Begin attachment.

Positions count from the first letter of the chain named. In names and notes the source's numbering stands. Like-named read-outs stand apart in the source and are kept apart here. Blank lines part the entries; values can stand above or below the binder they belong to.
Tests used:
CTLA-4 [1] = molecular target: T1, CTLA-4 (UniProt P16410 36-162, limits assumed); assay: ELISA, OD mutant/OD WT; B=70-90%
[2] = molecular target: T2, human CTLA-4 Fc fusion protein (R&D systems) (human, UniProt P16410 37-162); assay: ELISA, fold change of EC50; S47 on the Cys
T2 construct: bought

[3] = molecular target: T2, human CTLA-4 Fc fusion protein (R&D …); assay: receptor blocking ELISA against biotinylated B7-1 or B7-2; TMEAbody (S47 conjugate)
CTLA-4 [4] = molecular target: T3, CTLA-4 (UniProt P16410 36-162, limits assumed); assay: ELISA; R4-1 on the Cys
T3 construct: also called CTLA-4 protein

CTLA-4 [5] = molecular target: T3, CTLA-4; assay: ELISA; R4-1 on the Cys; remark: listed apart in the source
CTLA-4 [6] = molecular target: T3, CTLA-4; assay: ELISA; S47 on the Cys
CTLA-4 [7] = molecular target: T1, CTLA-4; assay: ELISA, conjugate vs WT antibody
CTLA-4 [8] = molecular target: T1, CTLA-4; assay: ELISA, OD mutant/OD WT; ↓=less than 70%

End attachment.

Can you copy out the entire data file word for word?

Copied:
Positions count from the first letter of the chain named. In names and notes the source's numbering stands. Like-named read-outs stand apart in the source and are kept apart here. Blank lines part the entries; values can stand above or below the binder they belong to.
Tests used:
CTLA-4 [1] = molecular target: T1, CTLA-4 (UniProt P16410 36-162, limits assumed); assay: ELISA, OD mutant/OD WT; B=70-90%
[2] = molecular target: T2, human CTLA-4 Fc fusion protein (R&D systems) (human, UniProt P16410 37-162); assay: ELISA, fold change of EC50; S47 on the Cys
T2 construct: bought

[3] = molecular target: T2, human CTLA-4 Fc fusion protein (R&D …); assay: receptor blocking ELISA against biotinylated B7-1 or B7-2; TMEAbody (S47 conjugate)
CTLA-4 [4] = molecular target: T3, CTLA-4 (UniProt P16410 36-162, limits assumed); assay: ELISA; R4-1 on the Cys
T3 construct: also called CTLA-4 protein

CTLA-4 [5] = molecular target: T3, CTLA-4; assay: ELISA; R4-1 on the Cys; remark: listed apart in the source
CTLA-4 [6] = molecular target: T3, CTLA-4; assay: ELISA; S47 on the Cys
CTLA-4 [7] = molecular target: T1, CTLA-4; assay: ELISA, conjugate vs WT antibody
CTLA-4 [8] = molecular target: T1, CTLA-4; assay: ELISA, OD mutant/OD WT; ↓=less than 70%